Employing and accommodating workers with psychiatric disabilities

Posted by / 02-Jun-2017 17:56

Employing and accommodating workers with psychiatric disabilities

Allowing an employee to be accompanied by a job coach who is paid by a public or private social service agency is also considered a reasonable accommodation.

Q: Are there any exceptions to the “reasonable accommodations” requirements of the ADA?

Although the ADA does not apply to the federal government as an employer, discrimination by the federal government or by federally assisted programs is prohibited under Title V of the Rehabilitation Act of 1973. A: Under the ADA, the term “disability” means: “(1) a physical or mental impairment that substantially limits one or more of the major life activities of [an] individual; (2) a record of such an impairment; or (3) being regarded as having such an impairment.” It’s important to note that under this definition, not every impairment is a disability.

To rise to the level of a disability, an impairment must substantially limit one or more major life activities.

A variety of healthcare professionals may provide such documentation.

Q: Are employers required to provide a reasonable accommodation if the employee does not use that term in requesting it? An employee requesting an accommodation may use “plain English” and need not mention the ADA or use the phrase “reasonable accommodation.” For example, an employee’s statement for time off because he or she is “stressed out” is considered sufficient under the ADA to put an employer on notice that the employee is requesting a reasonable accommodation.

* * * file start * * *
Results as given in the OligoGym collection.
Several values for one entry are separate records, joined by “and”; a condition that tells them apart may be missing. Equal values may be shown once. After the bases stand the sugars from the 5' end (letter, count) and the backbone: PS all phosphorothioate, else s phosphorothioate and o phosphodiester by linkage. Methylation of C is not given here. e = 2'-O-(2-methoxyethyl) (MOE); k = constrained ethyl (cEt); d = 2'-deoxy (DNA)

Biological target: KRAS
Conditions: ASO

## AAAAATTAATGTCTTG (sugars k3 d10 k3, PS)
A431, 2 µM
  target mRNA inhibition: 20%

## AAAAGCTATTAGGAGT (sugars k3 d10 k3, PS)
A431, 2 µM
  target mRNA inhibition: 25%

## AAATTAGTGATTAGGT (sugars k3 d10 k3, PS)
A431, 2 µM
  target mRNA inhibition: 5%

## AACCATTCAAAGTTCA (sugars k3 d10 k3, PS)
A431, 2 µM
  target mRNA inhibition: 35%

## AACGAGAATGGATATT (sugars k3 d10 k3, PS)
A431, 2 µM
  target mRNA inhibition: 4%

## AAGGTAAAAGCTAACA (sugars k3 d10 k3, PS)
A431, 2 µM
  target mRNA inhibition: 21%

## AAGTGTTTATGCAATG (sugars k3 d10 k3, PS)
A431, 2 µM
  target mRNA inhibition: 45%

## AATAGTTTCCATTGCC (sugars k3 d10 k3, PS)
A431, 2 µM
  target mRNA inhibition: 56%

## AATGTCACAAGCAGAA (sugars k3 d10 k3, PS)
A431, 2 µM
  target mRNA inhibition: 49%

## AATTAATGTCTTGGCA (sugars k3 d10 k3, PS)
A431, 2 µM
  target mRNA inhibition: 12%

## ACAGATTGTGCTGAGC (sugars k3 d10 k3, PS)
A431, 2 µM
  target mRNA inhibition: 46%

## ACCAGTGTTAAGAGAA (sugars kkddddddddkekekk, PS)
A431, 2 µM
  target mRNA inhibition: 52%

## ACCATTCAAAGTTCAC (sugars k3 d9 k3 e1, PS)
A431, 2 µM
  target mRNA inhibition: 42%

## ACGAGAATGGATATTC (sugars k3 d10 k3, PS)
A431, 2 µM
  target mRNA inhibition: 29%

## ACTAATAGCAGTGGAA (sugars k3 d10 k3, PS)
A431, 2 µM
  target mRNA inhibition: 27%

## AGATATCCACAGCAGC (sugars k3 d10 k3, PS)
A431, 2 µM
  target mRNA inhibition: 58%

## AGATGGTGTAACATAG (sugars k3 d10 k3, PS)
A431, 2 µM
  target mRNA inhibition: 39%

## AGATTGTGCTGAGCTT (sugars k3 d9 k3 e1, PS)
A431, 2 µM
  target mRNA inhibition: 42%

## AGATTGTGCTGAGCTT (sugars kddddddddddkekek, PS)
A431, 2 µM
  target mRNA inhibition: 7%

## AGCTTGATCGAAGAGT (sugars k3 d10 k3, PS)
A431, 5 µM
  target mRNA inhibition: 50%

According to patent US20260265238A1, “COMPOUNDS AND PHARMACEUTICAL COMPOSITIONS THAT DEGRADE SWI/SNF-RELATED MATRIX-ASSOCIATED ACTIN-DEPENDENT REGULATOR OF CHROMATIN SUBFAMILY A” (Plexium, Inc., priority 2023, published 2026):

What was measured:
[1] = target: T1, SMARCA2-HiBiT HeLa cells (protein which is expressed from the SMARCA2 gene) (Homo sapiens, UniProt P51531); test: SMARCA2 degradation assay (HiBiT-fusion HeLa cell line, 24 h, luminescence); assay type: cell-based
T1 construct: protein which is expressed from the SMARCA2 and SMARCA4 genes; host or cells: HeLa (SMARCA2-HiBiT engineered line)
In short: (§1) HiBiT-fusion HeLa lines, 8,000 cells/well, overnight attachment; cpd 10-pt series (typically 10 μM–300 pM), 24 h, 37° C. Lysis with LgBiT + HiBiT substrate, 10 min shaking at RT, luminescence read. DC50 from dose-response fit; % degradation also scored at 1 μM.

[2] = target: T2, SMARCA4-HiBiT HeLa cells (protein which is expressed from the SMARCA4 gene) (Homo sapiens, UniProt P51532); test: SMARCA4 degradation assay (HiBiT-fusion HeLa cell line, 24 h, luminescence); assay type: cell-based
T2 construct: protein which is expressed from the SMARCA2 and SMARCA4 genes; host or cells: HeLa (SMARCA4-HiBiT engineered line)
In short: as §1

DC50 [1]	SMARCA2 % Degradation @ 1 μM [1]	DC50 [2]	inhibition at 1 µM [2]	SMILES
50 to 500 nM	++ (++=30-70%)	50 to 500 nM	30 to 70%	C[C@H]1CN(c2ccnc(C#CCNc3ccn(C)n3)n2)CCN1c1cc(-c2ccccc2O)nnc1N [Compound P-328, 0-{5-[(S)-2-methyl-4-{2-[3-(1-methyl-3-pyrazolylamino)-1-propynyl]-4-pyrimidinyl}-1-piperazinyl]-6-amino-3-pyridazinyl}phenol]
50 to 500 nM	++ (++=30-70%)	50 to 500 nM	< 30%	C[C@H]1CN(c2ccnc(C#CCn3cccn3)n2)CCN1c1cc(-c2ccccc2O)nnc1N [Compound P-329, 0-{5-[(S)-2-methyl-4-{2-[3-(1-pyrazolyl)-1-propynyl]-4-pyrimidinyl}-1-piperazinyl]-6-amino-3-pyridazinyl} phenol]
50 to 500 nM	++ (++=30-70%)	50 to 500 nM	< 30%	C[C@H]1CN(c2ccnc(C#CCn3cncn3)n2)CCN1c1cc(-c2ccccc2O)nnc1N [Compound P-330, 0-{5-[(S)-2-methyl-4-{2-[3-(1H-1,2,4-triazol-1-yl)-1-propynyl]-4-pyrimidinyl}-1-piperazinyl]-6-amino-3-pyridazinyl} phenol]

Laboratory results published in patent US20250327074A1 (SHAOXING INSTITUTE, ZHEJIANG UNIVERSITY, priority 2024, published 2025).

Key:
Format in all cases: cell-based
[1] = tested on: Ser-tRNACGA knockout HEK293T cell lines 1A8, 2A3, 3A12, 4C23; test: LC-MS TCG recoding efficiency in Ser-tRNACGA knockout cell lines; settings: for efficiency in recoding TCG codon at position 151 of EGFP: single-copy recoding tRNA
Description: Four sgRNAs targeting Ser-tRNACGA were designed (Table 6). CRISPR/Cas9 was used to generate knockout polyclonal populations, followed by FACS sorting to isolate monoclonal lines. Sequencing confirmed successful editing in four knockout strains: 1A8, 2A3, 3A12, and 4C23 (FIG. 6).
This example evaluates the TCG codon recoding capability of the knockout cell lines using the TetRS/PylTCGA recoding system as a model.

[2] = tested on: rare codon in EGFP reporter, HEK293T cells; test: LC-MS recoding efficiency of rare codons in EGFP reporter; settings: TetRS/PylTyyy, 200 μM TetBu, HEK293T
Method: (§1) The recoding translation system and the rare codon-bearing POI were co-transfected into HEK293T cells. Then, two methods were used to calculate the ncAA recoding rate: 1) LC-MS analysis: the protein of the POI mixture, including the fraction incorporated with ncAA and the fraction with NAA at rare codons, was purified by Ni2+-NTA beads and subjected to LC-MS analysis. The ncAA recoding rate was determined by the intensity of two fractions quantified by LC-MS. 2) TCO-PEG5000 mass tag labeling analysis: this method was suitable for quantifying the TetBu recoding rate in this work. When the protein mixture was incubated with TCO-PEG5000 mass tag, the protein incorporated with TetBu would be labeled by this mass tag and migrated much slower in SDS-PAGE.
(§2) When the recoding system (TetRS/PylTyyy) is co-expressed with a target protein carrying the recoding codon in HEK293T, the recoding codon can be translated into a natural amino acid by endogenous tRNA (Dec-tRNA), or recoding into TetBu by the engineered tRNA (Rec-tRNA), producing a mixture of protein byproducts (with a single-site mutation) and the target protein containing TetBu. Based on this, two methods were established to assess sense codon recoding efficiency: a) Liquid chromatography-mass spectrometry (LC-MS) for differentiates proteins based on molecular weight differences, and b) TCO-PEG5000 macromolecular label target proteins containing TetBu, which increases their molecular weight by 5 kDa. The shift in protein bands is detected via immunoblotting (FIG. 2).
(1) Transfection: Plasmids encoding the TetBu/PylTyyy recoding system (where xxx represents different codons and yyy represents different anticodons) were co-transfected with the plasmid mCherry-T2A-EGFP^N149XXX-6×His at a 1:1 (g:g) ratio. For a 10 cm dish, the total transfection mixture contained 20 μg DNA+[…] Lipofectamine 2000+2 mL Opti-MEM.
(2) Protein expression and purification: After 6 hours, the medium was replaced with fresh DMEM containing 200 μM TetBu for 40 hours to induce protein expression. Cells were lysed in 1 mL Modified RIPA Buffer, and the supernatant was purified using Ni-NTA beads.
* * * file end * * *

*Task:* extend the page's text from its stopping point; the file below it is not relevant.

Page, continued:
Employers must maintain such information on separate forms and in separate medical files, apart from normal personnel files.

Instead, it must be based on objective evidence obtained from a healthcare professional or some other credible source.

Q: Do requests for reasonable accommodation need to be made in writing? Employees may request accommodations verbally or by any other method of communication.

– The ADA states that supervisors play a central role in achieving effective “reasonable accommodations” for their employees.

Therefore, adjustment of supervisory methods is among the accommodations that are considered reasonable.

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